A beautiful story of friendship set in a small village in the Indian state of Kerala, ‘Sudani From Nigeria’ is a film people of all ages can enjoy. The story begins with a local soccer manager called Majeed who manages to bring some success to his team by hiring three Nigerian players. One of these players, Samuel gets injured badly and needs time to recuperate. Majeed realizes that Samuel will not be able to afford the hospital charges, and thus proposes that Samuel should stay with him and his mother. Samuel starts living with Majeed, and soon the two of them develop a warm friendship. Since Majeed’s townsfolk have never seen a foreigner before, Samuel becomes quite popular in the village as well. This draws the police’s attention, and they soon come enquiring about Samuel’s passport. While telling a beautiful story, this film also shows us how suffering is one common element in the human experience. This a feel-good movie which will remain with you long after you are done watching it. Every aspect of this film is of superlative quality.

4. Angamaly Diaries (2017)

To present a film in a style never carried out in Malayalam cinema before it, with a cast of 86 fresh faces is definitely a big risk to take. Director Lijo Jose Pelliserry tells his tale of a bunch of outlaws in the streets of Angamaly with a brash, raw, unforgiving execution, making for a zany, almost insane realization of events, in a film that is rather well-acted and well-written. A cinematographic achievement, the 11-minute long shot that climaxes the film is truly one of the greatest achievements on Indian celluloid. There isn’t much to say about the plot of this film, which might be its biggest flaw, but in its defense, ‘Angamaly Diaries’ had advertised itself as a ‘local’ film, one that refused to care about conventional filmmaking methods, thereby not catering to the expectations of average filmgoers, giving them an experience totally out of the blue. Thankfully, this was one they could take home, making it one of Pelliserry’s many effective experimental endeavors.

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3. Aalorukkam (2018)

Let me talk a little bit about Indrans first, to give you a better idea of why I’ve placed this film so high up on the list. Indrans is one of Kerala’s best-loved comic actors, who began his way into the public domain by becoming a tailor for celebrities before his time. Noted for this thin, funny-looking face and expressions, Indrans had unfortunately been pushed into the team of typecast actors during the ’90s and 00s. The role of Pappu Pisharodi, the protagonist of ‘Aalorukkam’ (A Man Gearing Up), is so unlike the characters he has played in the past, and he pulls it off with such brilliance, capturing the pain of an old man conducting a sort of armchair hunt for his missing son almost perfectly.

The film is quite depressing, moving with a slow pace crafted well enough for the audience to conduct a detailed study of the characters they see unfold on-screen. The aging man’s son had left him several years ago, and on account of his failing health, he makes a sort of last wish to the doctors in charge of him, who agree to help him in his hunt. Propelled to excellence by director VC Abhilash’s keen eye for visual influencers, the film does, still, have its drawbacks connected with a low-budget visual touch, which dents the cinematic quality of the film considerably, something that is aided by some of the cardboard performances on the side. Indrans gives a career-best performance here, and is probably the biggest highlight of the film. He went on to win a National Award for this role.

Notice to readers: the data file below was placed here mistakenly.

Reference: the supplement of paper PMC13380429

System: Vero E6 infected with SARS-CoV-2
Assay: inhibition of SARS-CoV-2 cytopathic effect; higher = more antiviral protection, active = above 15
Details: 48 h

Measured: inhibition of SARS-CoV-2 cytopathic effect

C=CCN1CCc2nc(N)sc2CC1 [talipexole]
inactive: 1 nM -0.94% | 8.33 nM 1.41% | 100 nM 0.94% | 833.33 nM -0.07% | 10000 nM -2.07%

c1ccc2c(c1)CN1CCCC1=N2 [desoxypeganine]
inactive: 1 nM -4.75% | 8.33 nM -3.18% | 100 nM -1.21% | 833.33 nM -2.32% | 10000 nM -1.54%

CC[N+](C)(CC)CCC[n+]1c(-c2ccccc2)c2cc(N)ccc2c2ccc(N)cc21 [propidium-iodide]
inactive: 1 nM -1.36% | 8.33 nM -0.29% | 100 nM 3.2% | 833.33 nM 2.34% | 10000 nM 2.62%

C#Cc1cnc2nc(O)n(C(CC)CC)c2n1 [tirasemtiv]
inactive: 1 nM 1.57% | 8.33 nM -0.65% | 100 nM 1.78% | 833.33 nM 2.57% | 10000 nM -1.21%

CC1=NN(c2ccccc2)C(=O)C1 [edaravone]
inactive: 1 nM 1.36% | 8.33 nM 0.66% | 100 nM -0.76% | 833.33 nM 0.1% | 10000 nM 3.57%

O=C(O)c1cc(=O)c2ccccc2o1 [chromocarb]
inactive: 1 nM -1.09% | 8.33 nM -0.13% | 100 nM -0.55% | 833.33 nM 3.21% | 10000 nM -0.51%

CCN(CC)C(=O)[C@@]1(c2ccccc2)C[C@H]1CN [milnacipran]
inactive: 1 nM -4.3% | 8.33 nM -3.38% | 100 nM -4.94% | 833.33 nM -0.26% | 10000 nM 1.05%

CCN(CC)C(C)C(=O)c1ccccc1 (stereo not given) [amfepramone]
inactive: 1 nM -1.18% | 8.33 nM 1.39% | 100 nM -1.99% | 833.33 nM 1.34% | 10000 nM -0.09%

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2. Njan Prakashan (2018)

A wonderfully made satire, this 2018 film tells the story of a man called Prakashan who loathes his job as a nurse and believes this profession is only suited for women. Prakashan plans to marry a girl who has a foreign nationality so that he can acquire a visa for that country without much hassle and then start a better life there. Prakashan gets to know that his former girlfriend Salomi is going to Germany where she will be working as a nurse since the pay there is significantly higher than what she gets at Kerala, India. Prakashan goes about collecting money, sometimes in rather shady ways, to buy tickets for himself and Salomi, but his endeavor reaches a crushing failure when he finally realizes that it was Salomi who has been making a fool of him for the money all along. How will Prakashan react to this situation? Will he be able to shape up his life after this big blow? If you want to know this, you’ve got to watch ‘Njan Prakashan’. The film is brilliantly written, has some amazing characters, and is overall a very entertaining watch. The way the director handles the fine balance between the comedic and the darker moments in the film is truly appreciable.

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1. Ottaal (2015)

Shot in the visually pleasing land of Kuttanad, ‘Ottaal’ (The Trap) tells the sad, heartbreaking tale of the relationship between a boy and his grandfather, who happens to be his sole living family member. Adapted from Anton Chekov’s timeless novel Vanka, the film is supposedly told from the viewpoint of the boy, named Kuttappayi (who is seen writing a letter to his grandfather earlier on in the film from a time in the future), his recollections of his hometown set the stage for a magnificent picture about hope, loss, and nostalgia. Director Jayaraj designs a very intimate experience for the viewers with inexperienced actors and a low-budget feel to his work, the strong points of the film then being the connection made between the long-time estranged grandfather and his grandson, who happen to be the only two characters that appear throughout the film. Nature and several other elements that form strong memories for someone who resides next to the backwaters of the state find their beauty being used to exceptional effect here. Though the village where the boy comes to is otherworldly, his purpose of the visit is in connection with his deceased parents, something that isn’t heavily sympathized in the picture. What sympathizes here is the major question that the film poses: “why do we ignore all that we have?”